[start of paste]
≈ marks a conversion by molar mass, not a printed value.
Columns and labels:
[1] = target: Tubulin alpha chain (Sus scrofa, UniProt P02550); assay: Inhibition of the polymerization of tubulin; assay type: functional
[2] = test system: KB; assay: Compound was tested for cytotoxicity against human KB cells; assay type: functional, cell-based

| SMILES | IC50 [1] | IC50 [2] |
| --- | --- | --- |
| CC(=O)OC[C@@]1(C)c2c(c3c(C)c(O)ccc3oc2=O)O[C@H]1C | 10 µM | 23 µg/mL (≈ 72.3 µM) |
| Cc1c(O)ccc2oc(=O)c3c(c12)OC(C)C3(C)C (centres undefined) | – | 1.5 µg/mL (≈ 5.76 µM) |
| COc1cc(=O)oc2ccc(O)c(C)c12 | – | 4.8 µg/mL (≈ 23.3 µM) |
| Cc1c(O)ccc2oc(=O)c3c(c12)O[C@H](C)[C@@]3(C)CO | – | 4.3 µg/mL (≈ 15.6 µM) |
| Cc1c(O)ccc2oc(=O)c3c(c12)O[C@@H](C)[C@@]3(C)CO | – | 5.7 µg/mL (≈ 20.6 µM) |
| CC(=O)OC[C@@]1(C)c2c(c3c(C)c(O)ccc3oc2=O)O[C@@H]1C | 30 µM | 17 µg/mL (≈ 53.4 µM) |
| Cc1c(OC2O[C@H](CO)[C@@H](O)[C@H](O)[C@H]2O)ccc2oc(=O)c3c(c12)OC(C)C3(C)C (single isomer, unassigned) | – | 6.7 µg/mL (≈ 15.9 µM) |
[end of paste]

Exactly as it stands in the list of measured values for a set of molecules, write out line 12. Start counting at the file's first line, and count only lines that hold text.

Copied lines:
| CC(=O)OC[C@@]1(C)c2c(c3c(C)c(O)ccc3oc2=O)O[C@@H]1C | 30 µM | 17 µg/mL (≈ 53.4 µM) |